The room had walls, a floor, a table, a filled bathtub and such colorful objects as a ball, a top hat and a cluster of grapes. In front of you at all times was a mechanical hand-- your hand--which moved as you moved. You could pick up objects with the hand, pull them toward you, and--if you liked--push them through a wall and drop them on the other side. You could walk toward objects or turn around and see behind you. Most miraculous of all, you could point your index finger and crumple your thumb, as if firing an imaginary gun, and take off flying! Like a disembodied Peter Pan, you could zip through space, dip inside a cloud and pause to look around, then cock your thumb and follow your index finger back to the floating living room.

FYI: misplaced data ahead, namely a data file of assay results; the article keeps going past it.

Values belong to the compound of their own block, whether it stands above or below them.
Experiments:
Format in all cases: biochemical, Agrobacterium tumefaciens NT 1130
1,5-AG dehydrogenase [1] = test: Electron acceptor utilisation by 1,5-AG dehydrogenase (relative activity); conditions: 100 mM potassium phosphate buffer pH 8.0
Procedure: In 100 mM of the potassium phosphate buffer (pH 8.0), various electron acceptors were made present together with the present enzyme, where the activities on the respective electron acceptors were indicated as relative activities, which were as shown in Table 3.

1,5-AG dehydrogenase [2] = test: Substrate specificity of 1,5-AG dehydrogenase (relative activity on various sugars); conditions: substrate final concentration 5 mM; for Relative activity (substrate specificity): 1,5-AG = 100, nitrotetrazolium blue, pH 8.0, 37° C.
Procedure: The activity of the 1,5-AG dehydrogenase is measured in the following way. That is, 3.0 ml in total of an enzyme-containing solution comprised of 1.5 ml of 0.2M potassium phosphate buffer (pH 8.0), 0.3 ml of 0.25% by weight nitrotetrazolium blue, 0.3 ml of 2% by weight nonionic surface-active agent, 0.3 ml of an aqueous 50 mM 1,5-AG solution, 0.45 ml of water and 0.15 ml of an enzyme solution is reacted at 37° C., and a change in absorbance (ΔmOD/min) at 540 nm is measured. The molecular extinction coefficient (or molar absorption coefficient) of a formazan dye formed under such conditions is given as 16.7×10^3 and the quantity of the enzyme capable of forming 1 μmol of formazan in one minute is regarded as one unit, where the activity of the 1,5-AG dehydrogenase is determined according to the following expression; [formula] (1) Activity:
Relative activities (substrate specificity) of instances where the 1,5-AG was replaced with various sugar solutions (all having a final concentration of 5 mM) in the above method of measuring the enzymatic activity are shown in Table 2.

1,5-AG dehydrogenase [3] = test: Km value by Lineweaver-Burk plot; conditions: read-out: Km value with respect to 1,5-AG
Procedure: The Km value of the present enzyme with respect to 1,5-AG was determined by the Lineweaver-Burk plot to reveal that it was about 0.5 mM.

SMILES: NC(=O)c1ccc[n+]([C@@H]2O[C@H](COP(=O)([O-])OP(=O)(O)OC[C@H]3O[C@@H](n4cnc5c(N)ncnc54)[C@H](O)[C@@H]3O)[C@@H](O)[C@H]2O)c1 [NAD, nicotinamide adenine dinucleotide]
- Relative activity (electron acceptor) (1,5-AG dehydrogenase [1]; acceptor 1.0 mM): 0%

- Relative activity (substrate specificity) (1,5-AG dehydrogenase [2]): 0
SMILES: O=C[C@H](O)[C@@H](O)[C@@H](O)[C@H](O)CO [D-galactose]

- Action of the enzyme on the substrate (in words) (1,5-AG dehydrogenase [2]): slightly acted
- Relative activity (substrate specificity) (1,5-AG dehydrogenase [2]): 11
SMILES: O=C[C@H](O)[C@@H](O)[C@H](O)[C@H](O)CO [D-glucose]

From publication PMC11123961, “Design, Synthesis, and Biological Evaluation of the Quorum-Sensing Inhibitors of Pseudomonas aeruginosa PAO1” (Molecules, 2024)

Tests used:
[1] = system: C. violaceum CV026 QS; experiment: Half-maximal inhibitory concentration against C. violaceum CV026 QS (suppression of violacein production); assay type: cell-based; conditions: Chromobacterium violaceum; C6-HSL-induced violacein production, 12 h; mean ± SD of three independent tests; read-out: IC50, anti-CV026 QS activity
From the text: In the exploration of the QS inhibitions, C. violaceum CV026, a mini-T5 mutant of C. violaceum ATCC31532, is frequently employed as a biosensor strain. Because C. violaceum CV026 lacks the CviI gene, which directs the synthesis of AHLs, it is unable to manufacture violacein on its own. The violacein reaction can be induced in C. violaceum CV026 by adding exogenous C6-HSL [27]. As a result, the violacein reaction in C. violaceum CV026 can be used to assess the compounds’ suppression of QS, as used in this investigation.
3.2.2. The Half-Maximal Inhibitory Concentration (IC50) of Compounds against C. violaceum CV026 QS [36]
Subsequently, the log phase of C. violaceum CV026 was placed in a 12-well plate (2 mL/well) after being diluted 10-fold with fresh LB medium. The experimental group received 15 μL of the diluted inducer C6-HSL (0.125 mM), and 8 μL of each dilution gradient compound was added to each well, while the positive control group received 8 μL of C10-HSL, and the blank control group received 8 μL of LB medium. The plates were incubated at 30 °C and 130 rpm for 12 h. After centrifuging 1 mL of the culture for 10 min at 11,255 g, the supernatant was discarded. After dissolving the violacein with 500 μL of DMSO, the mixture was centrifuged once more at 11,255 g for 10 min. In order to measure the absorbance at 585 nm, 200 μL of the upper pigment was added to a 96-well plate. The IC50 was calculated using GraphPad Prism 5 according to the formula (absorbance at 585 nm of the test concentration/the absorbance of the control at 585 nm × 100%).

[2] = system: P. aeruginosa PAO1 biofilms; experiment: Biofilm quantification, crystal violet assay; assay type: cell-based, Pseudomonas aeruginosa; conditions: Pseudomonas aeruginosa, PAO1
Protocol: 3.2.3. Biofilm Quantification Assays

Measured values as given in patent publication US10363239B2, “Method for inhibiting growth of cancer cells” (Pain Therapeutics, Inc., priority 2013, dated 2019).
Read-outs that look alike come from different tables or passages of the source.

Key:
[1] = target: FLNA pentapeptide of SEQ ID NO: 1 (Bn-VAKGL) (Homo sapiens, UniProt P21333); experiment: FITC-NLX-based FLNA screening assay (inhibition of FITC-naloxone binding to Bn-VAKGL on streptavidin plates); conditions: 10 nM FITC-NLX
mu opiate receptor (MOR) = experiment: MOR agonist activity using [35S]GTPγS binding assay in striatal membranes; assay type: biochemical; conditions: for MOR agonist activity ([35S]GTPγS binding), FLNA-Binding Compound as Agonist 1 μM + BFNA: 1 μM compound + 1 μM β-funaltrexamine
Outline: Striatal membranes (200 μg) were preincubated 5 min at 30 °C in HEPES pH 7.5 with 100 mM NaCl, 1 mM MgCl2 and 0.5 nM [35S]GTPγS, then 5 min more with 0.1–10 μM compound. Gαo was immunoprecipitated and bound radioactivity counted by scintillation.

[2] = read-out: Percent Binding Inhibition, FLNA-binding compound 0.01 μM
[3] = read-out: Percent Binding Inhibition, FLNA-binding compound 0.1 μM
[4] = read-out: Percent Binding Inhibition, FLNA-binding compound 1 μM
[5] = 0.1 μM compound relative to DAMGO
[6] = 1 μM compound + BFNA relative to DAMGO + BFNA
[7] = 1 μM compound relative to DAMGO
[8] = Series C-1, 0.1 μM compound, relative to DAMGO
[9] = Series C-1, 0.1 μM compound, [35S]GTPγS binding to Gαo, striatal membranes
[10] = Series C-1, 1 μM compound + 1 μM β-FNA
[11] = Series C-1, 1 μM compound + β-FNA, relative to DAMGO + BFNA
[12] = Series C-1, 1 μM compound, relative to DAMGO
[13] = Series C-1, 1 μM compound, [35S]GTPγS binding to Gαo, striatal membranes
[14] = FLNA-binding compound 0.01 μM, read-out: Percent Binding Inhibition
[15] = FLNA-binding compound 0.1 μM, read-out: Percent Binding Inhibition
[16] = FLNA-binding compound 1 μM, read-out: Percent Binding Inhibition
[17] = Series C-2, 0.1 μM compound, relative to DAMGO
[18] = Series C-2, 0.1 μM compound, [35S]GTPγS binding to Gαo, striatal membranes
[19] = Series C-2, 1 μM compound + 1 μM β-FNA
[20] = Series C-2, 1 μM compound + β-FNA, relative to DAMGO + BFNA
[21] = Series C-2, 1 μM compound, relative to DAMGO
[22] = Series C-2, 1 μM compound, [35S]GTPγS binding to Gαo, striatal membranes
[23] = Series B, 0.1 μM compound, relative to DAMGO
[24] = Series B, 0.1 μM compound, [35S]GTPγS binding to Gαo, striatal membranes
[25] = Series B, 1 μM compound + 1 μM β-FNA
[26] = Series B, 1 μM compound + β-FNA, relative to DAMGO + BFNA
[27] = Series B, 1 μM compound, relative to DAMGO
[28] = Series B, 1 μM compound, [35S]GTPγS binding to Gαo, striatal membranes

Watching people take these trips was as much fun as doing it. Decked out in black goggles and gloves, they crouched and pointed, squeezed the air and twisted their hands in front of them as if examining a rose--which, of course, is just what they were doing.
Its proponents assured the TED2 audience that virtual reality is more than an E ride inside a computer, even if Disney has been experimenting with it and Mattel will soon market a Nintendo game fashioned after it. Virtual reality is already being used for research by NASA, and Jaron Lanier, the concept's 29-year-old pioneer, said that within two years lives will be saved by its applications in medicine.
But if virtual reality was the most entertaining technology on display at TED2, it was far from the most intellectually exciting. While politicians and special interest groups continue to debate crises in education and the environment, the tools most likely to produce quick results in those areas were being demonstrated at TED2, and what the nerds in the audience saw spun even their heads.